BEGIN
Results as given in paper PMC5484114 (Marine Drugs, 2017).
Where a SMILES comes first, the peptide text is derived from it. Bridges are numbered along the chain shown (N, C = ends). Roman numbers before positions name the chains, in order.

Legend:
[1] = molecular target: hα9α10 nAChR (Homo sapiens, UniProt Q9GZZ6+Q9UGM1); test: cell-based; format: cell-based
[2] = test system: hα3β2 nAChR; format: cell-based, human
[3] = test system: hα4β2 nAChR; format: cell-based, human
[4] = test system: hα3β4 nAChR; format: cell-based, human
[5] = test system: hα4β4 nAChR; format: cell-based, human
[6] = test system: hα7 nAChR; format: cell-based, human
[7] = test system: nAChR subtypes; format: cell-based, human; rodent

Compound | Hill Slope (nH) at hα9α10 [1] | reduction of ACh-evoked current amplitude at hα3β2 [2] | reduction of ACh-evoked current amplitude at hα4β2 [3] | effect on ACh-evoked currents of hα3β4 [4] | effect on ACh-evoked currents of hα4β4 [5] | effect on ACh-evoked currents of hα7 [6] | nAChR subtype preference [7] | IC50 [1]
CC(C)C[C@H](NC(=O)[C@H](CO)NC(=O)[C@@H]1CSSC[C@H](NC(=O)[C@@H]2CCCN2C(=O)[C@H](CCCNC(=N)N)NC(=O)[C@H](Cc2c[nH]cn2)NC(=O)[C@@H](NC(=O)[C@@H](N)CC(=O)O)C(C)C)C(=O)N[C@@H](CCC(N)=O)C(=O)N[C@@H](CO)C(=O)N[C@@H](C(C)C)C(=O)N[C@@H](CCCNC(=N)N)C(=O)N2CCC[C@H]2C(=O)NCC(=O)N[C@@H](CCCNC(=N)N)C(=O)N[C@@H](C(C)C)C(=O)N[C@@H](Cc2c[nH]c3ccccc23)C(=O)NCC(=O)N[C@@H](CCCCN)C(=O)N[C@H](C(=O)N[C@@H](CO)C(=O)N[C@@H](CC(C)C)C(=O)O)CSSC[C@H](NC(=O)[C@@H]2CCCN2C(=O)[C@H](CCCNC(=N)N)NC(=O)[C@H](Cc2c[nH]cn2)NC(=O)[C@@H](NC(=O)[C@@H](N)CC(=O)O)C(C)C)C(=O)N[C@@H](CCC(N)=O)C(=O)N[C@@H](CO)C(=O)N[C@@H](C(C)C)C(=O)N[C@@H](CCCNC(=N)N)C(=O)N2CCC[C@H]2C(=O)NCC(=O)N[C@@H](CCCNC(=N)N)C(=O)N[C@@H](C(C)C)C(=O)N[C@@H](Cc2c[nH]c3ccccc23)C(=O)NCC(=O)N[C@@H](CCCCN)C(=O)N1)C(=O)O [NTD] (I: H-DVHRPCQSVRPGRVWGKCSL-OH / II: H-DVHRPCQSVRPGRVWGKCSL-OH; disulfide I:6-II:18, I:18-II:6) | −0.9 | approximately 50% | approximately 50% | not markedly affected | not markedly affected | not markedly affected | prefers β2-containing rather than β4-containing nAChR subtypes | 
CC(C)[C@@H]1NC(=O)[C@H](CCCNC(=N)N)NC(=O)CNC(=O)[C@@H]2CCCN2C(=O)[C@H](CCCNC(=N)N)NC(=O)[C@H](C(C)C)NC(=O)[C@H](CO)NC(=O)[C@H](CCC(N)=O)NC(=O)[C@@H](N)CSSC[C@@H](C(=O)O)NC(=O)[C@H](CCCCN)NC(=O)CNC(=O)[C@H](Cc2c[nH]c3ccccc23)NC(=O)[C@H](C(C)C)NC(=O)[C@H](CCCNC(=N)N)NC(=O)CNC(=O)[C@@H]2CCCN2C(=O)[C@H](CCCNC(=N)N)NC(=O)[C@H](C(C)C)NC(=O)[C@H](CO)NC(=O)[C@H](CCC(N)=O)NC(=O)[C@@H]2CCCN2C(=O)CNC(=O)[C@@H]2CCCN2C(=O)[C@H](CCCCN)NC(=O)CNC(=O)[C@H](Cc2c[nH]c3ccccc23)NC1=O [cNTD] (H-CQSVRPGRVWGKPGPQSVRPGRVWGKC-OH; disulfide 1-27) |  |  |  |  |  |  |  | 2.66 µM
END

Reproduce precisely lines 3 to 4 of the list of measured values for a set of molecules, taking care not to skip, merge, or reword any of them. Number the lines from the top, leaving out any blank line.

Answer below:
Legend:
[1] = molecular target: hα9α10 nAChR (Homo sapiens, UniProt Q9GZZ6+Q9UGM1); test: cell-based; format: cell-based